vietnamese economy records strong growth of 13.7 in q3 picture 1

The report fully outlines that industrial production and retail sales posted another month of high growth rates at 13.0% and 36.1% on-year, figures which can be attributed both to strong economic activities and to the low-base effects. Growth in both exports and imports moderated in September due to weakening demand from major export markets.

FDI commitments fell in September as they were impacted by the heighted uncertainty surrounding global economic prospects, while FDI disbursement continued to improve. Despite softening energy prices, CPI inflation accelerated from 2.9% in August to 3.9% in September, largely due to higher education costs and rents. Core CPI inflation also accelerated, climbing from 3.1% in August to 3.8% in September.

The terms of trade deterioration eased in Q3 compared to Q2. Credit growth accelerated from 16.2% in August to 17.2% in September as the State Bank of Vietnam (SBV) moved to raise credit growth limits on some commercial banks. With strong demand for credit, average overnight interbank interest rates rose from 3.5% in August, reaching 5.48% in mid-October, the highest since 2013. In addition, VND continued to depreciate against a strengthening US$ in September by 1.0% on-month and 3.8% on-year.

To stabilise the domestic currency, on 23 September the SBV raised two key policy interest rates and the cap on key short-term rates placed on deposits denominated in local currency by 100 basis points, the first rate hike since April, 2020.

The budget balance posted a US$0.5 billion deficit in September for the first time this year, but still registered a US$10.5 billion surplus over the first nine months of the year. Given the budget surplus. year-to-date government bond issuance reached only 28.7 % of the annual plan, compared to 67.9% in 2021.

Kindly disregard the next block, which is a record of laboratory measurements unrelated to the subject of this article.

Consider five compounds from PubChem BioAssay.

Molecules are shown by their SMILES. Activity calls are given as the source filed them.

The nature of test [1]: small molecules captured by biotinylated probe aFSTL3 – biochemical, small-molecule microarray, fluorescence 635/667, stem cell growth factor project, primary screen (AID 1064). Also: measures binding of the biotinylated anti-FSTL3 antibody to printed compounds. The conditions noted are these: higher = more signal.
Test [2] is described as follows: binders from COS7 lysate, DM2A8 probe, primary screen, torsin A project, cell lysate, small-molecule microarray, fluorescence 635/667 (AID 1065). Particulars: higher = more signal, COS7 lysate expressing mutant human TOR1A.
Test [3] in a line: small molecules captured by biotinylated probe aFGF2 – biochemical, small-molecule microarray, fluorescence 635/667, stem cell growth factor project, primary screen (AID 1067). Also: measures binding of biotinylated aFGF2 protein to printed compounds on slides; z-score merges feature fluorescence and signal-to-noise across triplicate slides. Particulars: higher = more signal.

While the economic recovery has remained strong, heightened uncertainties surrounding slowing global economy, rising domestic inflation, and tightening global financial conditions warrant increased vigilance and policy agility.

WB experts assessed that given the economy has yet to fully recover and growth in main export markets is expected to slow, continued active fiscal policy to support the economy should be closely aligned with economic outcomes and thus co-ordinated with monetary policy.

Simultaneously, as CPI and Core CPI are reaching 4%, the policy rate set by the authorities, monetary bodies should be poised to consider the further tightening of monetary policy to ensure inflation remains anchored.

Given the end of forbearance and tightening financial conditions, the financial sector faces heightened risks moving forward, prompting the SBV to issue guidance to help stem materialisation of such risks at the sector level, thereby potentially affecting the real economy.

Think tanks emphasised that the recent turmoil around the Saigon Commercial Bank (SCB) case highlights the urgent need to increase transparency through the timely publication of detailed information, particularly about the banking sector performance.

This is along with an enhanced corporate governance, a strengthened risk-based supervision, including supervision of business groups and related party lending and early intervention, and an enhanced bank resolution framework.

Source: VOV